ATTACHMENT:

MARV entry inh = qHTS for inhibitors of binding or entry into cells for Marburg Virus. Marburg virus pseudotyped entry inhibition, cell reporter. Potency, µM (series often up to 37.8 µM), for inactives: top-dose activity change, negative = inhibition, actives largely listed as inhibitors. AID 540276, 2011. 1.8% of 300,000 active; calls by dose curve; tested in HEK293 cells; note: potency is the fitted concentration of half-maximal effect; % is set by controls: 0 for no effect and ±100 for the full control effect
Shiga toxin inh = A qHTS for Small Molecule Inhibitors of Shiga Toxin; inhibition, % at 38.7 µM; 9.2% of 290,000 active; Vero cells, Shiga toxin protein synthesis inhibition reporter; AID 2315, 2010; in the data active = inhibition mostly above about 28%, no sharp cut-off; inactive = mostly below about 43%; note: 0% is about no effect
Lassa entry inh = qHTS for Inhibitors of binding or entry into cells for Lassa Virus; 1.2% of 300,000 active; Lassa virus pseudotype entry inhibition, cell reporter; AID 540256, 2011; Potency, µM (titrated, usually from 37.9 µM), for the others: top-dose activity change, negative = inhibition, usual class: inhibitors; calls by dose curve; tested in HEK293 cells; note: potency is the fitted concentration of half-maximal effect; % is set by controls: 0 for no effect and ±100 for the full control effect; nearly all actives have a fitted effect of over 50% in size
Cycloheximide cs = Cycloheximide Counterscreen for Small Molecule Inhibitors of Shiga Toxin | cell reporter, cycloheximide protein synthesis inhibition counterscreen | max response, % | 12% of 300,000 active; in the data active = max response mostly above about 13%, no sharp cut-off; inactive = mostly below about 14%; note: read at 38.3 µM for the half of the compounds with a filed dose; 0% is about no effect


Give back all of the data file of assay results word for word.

MARV entry inh = qHTS for inhibitors of binding or entry into cells for Marburg Virus. Marburg virus pseudotyped entry inhibition, cell reporter. Potency, µM (series often up to 37.8 µM), for inactives: top-dose activity change, negative = inhibition, actives largely listed as inhibitors. AID 540276, 2011. 1.8% of 300,000 active; calls by dose curve; tested in HEK293 cells; note: potency is the fitted concentration of half-maximal effect; % is set by controls: 0 for no effect and ±100 for the full control effect
Shiga toxin inh = A qHTS for Small Molecule Inhibitors of Shiga Toxin; inhibition, % at 38.7 µM; 9.2% of 290,000 active; Vero cells, Shiga toxin protein synthesis inhibition reporter; AID 2315, 2010; in the data active = inhibition mostly above about 28%, no sharp cut-off; inactive = mostly below about 43%; note: 0% is about no effect
Lassa entry inh = qHTS for Inhibitors of binding or entry into cells for Lassa Virus; 1.2% of 300,000 active; Lassa virus pseudotype entry inhibition, cell reporter; AID 540256, 2011; Potency, µM (titrated, usually from 37.9 µM), for the others: top-dose activity change, negative = inhibition, usual class: inhibitors; calls by dose curve; tested in HEK293 cells; note: potency is the fitted concentration of half-maximal effect; % is set by controls: 0 for no effect and ±100 for the full control effect; nearly all actives have a fitted effect of over 50% in size
Cycloheximide cs = Cycloheximide Counterscreen for Small Molecule Inhibitors of Shiga Toxin | cell reporter, cycloheximide protein synthesis inhibition counterscreen | max response, % | 12% of 300,000 active; in the data active = max response mostly above about 13%, no sharp cut-off; inactive = mostly below about 14%; note: read at 38.3 µM for the half of the compounds with a filed dose; 0% is about no effect